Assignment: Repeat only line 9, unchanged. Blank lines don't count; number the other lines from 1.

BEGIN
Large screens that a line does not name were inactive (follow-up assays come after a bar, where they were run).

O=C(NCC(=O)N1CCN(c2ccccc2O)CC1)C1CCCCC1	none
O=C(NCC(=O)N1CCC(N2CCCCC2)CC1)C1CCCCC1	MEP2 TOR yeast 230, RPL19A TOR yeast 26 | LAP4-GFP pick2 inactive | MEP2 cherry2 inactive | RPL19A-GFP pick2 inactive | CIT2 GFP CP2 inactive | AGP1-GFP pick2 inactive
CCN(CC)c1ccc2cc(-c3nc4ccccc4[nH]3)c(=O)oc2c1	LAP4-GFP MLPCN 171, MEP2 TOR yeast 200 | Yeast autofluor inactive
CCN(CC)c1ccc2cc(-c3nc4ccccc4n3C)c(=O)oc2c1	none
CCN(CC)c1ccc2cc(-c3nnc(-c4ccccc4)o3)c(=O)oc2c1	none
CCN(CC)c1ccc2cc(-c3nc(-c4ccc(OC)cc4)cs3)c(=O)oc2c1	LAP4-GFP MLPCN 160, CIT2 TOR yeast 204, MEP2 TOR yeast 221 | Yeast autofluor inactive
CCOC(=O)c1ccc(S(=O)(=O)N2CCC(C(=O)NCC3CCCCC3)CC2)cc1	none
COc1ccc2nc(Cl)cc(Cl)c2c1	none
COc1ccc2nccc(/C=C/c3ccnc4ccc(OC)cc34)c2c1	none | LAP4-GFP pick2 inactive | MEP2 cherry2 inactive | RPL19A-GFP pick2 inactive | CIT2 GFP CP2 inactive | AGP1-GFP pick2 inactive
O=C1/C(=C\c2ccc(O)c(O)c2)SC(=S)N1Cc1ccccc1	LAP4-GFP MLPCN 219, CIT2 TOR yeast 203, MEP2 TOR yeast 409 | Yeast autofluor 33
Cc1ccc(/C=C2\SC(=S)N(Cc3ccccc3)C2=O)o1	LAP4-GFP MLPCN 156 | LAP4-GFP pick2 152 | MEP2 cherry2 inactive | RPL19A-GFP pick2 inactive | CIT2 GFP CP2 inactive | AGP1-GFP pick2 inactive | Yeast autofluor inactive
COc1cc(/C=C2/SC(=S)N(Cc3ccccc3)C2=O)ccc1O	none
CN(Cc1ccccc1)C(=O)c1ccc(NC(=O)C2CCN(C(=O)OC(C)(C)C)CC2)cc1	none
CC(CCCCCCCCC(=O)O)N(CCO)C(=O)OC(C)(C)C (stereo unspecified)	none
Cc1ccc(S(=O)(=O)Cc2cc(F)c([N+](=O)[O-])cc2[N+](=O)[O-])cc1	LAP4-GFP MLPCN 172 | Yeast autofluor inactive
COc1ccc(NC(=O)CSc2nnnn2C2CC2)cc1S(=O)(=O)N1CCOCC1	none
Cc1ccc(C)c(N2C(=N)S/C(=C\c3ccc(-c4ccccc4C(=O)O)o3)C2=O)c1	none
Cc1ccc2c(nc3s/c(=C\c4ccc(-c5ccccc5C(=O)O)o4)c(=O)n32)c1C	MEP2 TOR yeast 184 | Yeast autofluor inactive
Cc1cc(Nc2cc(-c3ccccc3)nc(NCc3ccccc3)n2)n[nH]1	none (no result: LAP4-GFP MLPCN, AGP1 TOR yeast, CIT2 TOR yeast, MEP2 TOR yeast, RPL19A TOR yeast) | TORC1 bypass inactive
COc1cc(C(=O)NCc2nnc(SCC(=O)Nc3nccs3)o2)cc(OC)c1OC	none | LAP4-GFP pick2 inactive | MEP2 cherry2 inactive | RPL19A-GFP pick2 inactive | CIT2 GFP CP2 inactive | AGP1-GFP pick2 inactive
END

COc1ccc2nc(Cl)cc(Cl)c2c1	none